A Couple of Rants to Watch

60,000 fast food workers skipped work today to make the point that we need to raise wages to $15 per hour versus the $9.05 average currently. I am all for people making more money and being paid what they want to make. I am also for employers paying what they can afford to pay and what is deemed fair to both parties. When I worked for a supermarket chain in college they paid me $8.40 per hour (minimum wage was $3.05). Why? Because I was offered other jobs making that wage and they wanted me to continue to work for them, and they were willing to match the hourly rate. If you don’t like what you are getting paid… find another job that will pay you what you want or make yourself so valuable to the company your are working for that they will pay you a higher wage. Seems simple enough to me. But, that is logical. It seems that more people want a hand out versus a hand up!

Why am I ranting about this? I was looking at a chart of McDonald’s (MCD) and noted that the stock has declined from $103.50 to $94.80 over the last five months. There earnings showed weakness as costs are rising and margins are shrinking. The global markets have been a drag on profits as the economies have struggled to return to growth. The outlook isn’t going to get better overnight and that means challenges for the company. Now what if they gave everyone a raise to $15 per hour? $6 per hour times 40 hours per week equals $240 per week more in expenses. That doesn’t included the matching FICA, unemployment and Medicare taxes owed on that increase at roughly 11%, depending which state is involved. With more than 400,000 employees what does that bill come to? What would happen to the stock price? I know it is not about what they make as a company it is about the people who work there. Yes it is, as long as you don’t own the stock or a franchise. My dad managed a McDonald’s when I was growing up, he left to start his own business and hopefully make more money. He used what he learned running a restaurant to run a successful business. And thus how the cycle works… not skipping work and demanding more money.

The take this full circle, the downside of McDonald’s remain in play and depending on how this pay increase plays out looking forward, being short MCD may make more sense than owning the stock long. Burger King, Wendy’s and others will be in the same boat. Worth putting them on a watch list to see how it all plays out.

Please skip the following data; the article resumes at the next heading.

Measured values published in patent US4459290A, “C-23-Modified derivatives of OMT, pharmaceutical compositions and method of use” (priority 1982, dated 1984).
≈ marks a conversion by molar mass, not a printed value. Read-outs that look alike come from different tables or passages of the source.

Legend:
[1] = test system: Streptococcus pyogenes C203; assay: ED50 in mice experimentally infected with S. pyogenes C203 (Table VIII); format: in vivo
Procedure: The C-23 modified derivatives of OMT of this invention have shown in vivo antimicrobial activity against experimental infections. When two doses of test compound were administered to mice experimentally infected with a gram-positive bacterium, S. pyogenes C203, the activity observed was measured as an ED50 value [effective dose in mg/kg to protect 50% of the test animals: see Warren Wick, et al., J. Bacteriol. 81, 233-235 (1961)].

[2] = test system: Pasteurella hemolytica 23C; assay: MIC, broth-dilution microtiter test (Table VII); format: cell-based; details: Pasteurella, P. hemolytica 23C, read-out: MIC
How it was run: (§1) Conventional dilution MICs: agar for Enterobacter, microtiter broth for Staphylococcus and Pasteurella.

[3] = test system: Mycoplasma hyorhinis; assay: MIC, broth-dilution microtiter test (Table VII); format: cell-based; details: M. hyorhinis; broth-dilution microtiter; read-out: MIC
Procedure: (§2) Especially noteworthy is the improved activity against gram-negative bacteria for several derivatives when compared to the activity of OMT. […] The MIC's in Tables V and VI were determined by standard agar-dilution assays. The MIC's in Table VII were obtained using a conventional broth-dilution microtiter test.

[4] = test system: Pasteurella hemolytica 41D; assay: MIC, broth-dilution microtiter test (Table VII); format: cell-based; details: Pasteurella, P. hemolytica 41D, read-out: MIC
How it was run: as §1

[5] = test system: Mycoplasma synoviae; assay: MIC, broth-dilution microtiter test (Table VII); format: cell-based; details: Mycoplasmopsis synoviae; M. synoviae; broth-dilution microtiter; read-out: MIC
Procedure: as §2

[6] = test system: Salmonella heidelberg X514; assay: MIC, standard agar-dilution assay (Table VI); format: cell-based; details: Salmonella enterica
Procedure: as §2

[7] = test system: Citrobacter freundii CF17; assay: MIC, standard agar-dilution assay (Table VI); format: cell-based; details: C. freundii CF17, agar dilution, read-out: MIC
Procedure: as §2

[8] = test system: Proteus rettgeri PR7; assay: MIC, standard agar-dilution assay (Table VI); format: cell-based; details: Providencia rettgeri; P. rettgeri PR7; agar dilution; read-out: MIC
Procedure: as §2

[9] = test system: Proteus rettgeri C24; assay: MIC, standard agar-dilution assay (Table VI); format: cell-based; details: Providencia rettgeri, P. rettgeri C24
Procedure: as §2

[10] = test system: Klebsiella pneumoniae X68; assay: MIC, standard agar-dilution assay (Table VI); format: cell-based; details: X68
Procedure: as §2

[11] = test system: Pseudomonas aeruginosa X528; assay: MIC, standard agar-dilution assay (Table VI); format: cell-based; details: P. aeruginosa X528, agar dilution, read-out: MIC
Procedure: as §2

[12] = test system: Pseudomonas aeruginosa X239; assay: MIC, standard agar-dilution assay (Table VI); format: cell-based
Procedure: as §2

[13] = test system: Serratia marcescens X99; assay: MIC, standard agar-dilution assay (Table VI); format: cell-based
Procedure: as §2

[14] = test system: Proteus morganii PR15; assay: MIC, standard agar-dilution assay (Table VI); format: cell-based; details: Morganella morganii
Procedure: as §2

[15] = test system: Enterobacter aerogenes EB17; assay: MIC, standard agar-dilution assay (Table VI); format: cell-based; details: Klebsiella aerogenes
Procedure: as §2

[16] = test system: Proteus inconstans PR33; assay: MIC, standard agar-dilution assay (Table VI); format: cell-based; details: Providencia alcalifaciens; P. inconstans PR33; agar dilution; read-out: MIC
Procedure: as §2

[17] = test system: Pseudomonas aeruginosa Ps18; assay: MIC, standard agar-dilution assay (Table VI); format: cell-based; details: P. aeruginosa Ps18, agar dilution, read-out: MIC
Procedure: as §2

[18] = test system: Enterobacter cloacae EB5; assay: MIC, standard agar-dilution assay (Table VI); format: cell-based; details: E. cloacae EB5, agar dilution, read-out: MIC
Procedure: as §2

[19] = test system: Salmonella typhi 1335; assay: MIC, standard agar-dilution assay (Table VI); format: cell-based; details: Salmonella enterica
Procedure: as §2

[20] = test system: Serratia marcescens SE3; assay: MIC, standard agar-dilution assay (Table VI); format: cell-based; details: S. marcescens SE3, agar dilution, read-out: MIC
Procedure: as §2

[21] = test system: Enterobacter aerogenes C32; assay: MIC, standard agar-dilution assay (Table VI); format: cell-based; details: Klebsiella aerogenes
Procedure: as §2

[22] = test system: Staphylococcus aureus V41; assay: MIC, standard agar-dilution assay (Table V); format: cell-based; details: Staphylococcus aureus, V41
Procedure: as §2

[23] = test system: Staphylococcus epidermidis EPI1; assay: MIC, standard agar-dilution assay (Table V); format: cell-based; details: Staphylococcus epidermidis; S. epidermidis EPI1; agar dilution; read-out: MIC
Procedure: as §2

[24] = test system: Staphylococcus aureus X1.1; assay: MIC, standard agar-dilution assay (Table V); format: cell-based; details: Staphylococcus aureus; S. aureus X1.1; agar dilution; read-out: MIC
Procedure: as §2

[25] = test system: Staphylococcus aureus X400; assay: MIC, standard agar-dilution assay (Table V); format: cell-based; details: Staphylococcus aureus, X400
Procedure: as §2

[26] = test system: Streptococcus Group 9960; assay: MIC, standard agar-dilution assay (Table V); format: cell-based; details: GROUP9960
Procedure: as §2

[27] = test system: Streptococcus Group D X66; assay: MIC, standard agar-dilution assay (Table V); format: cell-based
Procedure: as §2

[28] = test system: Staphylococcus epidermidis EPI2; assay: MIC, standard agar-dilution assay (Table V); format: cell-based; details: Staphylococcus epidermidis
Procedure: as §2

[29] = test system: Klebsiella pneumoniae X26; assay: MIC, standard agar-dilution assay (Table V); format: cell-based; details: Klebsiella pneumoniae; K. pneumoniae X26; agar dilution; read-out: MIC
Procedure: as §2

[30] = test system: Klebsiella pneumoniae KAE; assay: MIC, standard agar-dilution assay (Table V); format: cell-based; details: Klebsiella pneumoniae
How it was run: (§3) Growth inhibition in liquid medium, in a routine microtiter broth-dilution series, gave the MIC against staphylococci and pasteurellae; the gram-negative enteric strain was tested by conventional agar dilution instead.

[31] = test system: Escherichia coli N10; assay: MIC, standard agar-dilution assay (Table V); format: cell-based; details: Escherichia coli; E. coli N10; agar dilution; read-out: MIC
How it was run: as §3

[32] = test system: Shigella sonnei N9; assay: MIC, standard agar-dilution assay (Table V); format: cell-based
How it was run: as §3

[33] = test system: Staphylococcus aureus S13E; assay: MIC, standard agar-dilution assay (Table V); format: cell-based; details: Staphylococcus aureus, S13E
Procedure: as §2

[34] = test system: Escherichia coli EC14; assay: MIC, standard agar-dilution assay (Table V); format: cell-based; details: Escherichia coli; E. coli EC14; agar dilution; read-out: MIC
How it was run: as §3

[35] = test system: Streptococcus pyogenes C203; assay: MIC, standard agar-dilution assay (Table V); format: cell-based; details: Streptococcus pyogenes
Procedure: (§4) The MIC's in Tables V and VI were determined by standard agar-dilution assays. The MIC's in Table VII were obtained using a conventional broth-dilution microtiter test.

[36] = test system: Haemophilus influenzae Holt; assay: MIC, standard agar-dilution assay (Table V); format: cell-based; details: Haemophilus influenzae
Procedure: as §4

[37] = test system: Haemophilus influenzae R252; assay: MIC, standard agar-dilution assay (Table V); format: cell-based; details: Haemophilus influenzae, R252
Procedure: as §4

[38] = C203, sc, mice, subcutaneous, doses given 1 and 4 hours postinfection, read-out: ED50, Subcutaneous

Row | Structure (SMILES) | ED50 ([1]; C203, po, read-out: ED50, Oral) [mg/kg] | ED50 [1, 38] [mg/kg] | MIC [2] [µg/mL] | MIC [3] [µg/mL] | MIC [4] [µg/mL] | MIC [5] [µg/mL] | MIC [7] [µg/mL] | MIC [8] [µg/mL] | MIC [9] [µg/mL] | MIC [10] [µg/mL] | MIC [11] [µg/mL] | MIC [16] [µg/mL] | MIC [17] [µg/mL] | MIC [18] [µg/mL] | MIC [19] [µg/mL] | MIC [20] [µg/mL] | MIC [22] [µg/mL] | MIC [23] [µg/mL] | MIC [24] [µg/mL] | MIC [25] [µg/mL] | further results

The White House has engaged former President Bill Clinton to travel and tell America how Obamacare has helped the average person. I am not going to attempt to tackle this issue, but I will say it is interesting how political this is right before Congress reconvenes for the fall session and the funding for the October 1st launch of the health-care marketplace is at hand. Not to mention the budget battles relative to the debt ceiling being hit in October as well. That aside the bill has been a profit center for the healthcare sector. The overall sector (XLV) has risen more than 100% since the bill was put into place. Pharmaceutical stocks (XPH)  have been a big benefactor as they now get paid by the government for what they used to lose money on. Healthcare providers (IHF) i.e. hospitals are in the same league as they now are compensated by the government for things they wrote off as a loss. Biotech (IBB) companies are winning as well as they attempt to come up with less expensive methods of packaging drugs and the delivery systems for the new plan. With this all kicking off in the fall the sector will remain positive from my view. Who said that Obamacare wasn’t good for Wall Street, oops I mean main street.

I could go on with other opportunities being created by what starts out as well intended help for people, but ends up as a business proposition for Wall Street. My grandfather always said, invest in the company and use the profits to fight the cause. Somehow it almost make sense.